Wi-Fi Protected Setup (WPS) will use push-button or PIN to simplify secure network setup: The Wi-Fi Alliance has rolled out its long-expected and openly discussed WPS system for its members to choose to implement and have certified as a component of their Wi-Fi devices. With WPS, a router can provide strong WPA/WPA2 encryption keys to client devices with the push of a button or the entry of a 4- or 8-digit personal identification number (PIN). The PIN can be generated by software or preprogrammed into a client device and printed on an included card. Push-button authentication will work essentially like Buffalo's AOSS method; PIN authentication like Atheros's JumpStart (which Atheros notes is compatible in version 2.0 with WPS).
With WPS, however, the system will automatically set the SSID or network name as part of the setup process. That's both for simplicity's sake, and for security reasons. WPA/WPA2 uses the SSID as part of the process by which it generates the encryption elements used to protect network traffic. There's been some speculation that default networks name like "default" could be paired with massive, precalculated databases of short dictionary-based passphrases.
Products with WPS enabled should be available in the first quarter of 2007, but the Alliance announced several pieces of equipment--mostly reference design from chipmakers--that were certified as part of the process of finalizing the standard. This includes designs from Atheros, Broadcom, Buffalo, Conexant, Intel, Marvell, and Ralink.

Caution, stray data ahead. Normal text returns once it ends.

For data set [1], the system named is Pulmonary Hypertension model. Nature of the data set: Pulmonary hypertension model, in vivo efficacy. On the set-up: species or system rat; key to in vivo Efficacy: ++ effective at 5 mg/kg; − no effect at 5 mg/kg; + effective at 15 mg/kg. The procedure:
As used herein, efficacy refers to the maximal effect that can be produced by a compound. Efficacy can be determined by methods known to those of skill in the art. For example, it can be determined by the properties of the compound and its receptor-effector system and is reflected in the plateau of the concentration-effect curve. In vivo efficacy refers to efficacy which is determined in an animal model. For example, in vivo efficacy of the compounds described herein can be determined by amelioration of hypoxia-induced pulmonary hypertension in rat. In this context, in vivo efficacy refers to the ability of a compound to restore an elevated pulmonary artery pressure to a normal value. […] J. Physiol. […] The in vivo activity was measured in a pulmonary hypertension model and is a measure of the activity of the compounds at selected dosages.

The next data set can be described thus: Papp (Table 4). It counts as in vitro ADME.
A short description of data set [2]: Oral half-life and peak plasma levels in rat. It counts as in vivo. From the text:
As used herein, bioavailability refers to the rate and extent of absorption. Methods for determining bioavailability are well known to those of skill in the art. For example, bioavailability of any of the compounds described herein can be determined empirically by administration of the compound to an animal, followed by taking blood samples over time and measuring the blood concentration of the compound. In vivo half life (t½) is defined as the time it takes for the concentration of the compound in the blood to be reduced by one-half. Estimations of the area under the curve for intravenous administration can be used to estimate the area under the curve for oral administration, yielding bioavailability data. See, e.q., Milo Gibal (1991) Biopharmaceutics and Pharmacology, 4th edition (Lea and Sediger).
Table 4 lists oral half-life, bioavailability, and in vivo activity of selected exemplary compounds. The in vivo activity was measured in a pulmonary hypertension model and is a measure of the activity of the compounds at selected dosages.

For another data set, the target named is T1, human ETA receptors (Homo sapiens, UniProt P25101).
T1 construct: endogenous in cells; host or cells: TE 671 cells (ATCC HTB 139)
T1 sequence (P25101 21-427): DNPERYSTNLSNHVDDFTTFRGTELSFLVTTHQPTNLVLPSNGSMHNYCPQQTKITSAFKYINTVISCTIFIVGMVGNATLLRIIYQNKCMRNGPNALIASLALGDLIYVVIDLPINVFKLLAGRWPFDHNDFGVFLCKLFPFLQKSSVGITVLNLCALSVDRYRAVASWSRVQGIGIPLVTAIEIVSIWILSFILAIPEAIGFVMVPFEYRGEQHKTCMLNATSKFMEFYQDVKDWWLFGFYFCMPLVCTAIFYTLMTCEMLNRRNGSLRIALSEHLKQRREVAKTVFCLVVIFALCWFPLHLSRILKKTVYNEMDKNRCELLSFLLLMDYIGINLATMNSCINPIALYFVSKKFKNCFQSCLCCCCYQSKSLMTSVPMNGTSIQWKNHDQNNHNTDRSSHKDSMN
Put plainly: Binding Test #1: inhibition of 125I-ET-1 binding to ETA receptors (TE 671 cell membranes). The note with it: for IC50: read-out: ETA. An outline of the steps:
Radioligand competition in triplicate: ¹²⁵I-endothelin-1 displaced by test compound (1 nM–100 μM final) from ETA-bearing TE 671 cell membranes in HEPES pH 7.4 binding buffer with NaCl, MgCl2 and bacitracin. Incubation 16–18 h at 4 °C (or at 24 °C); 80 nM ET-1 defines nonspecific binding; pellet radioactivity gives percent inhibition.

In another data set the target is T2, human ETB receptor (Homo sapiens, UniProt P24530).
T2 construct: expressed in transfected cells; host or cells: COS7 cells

Future releases will support near-field communications (NFC), in which one device is held near another to initiate a key exchange; and USB-based support in which a memory stick is inserted into a gateway or computer, and then inserted in each client device to add them to the network. Wi-Fi Alliance managing director Frank Hanzlik said in an interview that there was backing for all four forms of WPS association because "you might have vastly different products over time that might want to be able to capitalize on this." Some equipment may have no display whatsoever, like putative wireless headphones that might have a volume adjustment and nothing else.
WPS should eliminate the awkward entry of WPA passphrases now required on devices that lack keyboards. If I never have to use a directional arrow or a phone interface to "type" letters again for a passphrase, it will be too soon.
Hanzlik said that WPS provides a standards-based method for its members to implement simplified security, although each member may choose a different user interface to wrap around the process. He noted that WPS would tend to remove security as a differentiator among products, but that vendors appeared ready to do so, based on the broad participation in the Alliance's development.
This is the first standard to come out of the Alliance, rather than the IEEE or other groups, Hanzlik noted, because the particular combination of factors--which include user experience and usability--weren't under discussion in other industry forums. The standard will be available for download for a nominal fee. WPS is also unique in requiring WPA or WPA2 support in all devices. "By design, this does not support WEP," Hanzlik said.
WPS's timing is good for equipment makers because of the near-term gelling of the IEEE 802.11 Task Group's Draft 2.0. The Alliance will have a certification program for Draft 2.0. Hanzlik noted, "That is exactly what we hoped--that we'd have this out there with enough time that all the folks getting ready to bring out the new 802.11n draft certified products come June would be able to incorporate this."
Hanzlik expects that manufacturers will offer WPS upgrades for some older client equipment, as PIN authentication for WPS could be handled through existing client software and Web-based gateway configuration. The Alliance would likely not separately test legacy equipment that receives upgrades, but all new devices that want to sport WPS would go through certification.